A wage theft lawsuit against T.G.I Friday’s restaurants in New Jersey was brought on behalf of servers who allege that the restaurants wrongfully paid them a tipped minimum wage and failed to pay them appropriate overtime compensation.
Attorneys for the workers claim that servers, bussers, runner bartenders, barbacks, and hosts at T.G.I Friday’s restaurants in New Jersey were paid a tipped minimum wage even though they were required to perform non-tip producing duties or “side work” in excess of 20% of their work day work. The side work performed by servers included filling bins with ice, lettuce, tomatoes and condiments; cutting lemons and limes; setting up dishes and glassware; rolling silverware; and sweeping and mopping.
The lawsuit claims that front of the house workers were also required to work “off the clock” and would stay at the restaurant for approximately two hours prior to or after their shifts for “off the clock” work or staff meetings without getting paid.
Under the Fair Labor Standards Act (“FLSA”), employers are allowed to take a “tip credit” and pay waiters, bussers, and bartenders below the federal minimum wage. The United States Department of Labor regulations provide, however, that a restaurant will not qualify for the “tip credit” for employees that spend more than 20% of their time performing non-tipped work.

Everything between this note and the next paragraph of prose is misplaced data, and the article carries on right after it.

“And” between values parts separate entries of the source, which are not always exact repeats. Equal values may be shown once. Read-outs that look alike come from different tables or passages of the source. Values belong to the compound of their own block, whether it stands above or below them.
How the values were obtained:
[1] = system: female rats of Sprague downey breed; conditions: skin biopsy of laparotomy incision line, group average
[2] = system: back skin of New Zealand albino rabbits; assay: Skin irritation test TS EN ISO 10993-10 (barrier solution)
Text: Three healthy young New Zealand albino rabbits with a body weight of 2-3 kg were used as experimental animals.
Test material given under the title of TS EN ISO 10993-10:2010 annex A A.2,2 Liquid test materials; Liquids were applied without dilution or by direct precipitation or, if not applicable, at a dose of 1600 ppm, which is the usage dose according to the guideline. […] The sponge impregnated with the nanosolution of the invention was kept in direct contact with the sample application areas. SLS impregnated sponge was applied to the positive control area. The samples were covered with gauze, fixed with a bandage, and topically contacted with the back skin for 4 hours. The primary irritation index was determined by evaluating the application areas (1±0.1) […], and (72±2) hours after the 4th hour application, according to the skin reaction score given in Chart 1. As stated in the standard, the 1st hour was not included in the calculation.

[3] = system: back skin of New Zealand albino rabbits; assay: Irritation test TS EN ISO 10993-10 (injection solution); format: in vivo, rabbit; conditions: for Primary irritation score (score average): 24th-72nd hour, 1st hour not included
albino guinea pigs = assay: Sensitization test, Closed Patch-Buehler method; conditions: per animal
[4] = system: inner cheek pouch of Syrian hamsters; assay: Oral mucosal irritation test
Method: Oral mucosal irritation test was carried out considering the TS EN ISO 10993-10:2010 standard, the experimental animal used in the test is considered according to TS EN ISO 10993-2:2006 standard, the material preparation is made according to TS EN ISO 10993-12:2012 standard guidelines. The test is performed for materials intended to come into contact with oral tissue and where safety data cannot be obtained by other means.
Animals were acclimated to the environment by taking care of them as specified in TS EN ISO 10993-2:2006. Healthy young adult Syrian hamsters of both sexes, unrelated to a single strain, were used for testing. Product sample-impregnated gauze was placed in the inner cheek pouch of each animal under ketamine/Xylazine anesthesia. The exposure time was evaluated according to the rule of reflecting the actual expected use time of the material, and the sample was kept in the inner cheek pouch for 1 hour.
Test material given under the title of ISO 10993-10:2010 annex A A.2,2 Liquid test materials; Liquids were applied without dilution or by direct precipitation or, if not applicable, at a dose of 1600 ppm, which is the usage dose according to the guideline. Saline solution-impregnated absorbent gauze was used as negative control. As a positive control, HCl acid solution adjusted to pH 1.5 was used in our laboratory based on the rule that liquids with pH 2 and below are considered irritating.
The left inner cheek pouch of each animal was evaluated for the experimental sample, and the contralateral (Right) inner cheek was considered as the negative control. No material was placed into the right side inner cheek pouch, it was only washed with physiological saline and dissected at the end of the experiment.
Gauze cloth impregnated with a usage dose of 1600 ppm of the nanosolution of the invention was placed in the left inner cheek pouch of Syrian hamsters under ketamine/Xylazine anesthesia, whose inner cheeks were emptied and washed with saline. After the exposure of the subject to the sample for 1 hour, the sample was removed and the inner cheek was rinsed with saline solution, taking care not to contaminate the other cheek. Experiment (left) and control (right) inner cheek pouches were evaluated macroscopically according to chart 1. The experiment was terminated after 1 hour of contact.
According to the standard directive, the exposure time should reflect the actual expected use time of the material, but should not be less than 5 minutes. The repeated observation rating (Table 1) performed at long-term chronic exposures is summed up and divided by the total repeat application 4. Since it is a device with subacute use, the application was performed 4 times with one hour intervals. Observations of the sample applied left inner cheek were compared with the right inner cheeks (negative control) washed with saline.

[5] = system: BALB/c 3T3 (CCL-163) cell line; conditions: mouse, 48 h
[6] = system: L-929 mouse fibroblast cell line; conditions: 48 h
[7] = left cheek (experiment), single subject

The case against T.G.I. Friday’s was filed by the workers’ attorneys in federal court in New Jersey. The lawsuit seeks back wages, liquidated damages, and attorneys’ fees.
Whether restaurants and other service establishments can deduct credit card fees from workers’ tips was the subject of a recent Bloomberg BNA Daily Labor Report. Louis Pechman, founder of waiterpay.com, was quoted in the article.
Servers at two Des Moines, Iowa restaurants, Johnny’s Italian Steakhouse and Centro Restaurant, have filed lawsuits against the restaurants alleging violations of the Fair Labor Standards Act (FLSA) and Iowa wage laws. In the collective action and class action lawsuits, filed in Iowa Federal Court, the servers assert that they were illegally paid a tipped minimum wage rate for time spent performing non-tipped work, such as sorting, polishing, and rolling silverware and cleaning tables, counters, walls, and floors.
Under the FLSA and Iowa wage laws, employers are allowed to take a “tip credit” and pay tipped employees such as waiters and bussers below the federal minimum wage of $7.25 per hour. However, employees who spend more than 20% of their time doing non-tipped work must receive the full minimum wage rate for time spent performing those duties. The lawsuits allege that the servers were paid at the Iowa reduced minimum rate of $4.35 for all hours worked even though they spent more than 20% of their working time performing non-tipped duties such as setting-up and cleaning.
This so-called 80/20 rule has been the subject of a previous waiterpay blog regarding Applebee’s.
Mr. Chow, a celebrity hangout serving upscale Chinese cuisine in New York, has been hit with a lawsuit alleging it has violated federal and New York wage payment laws.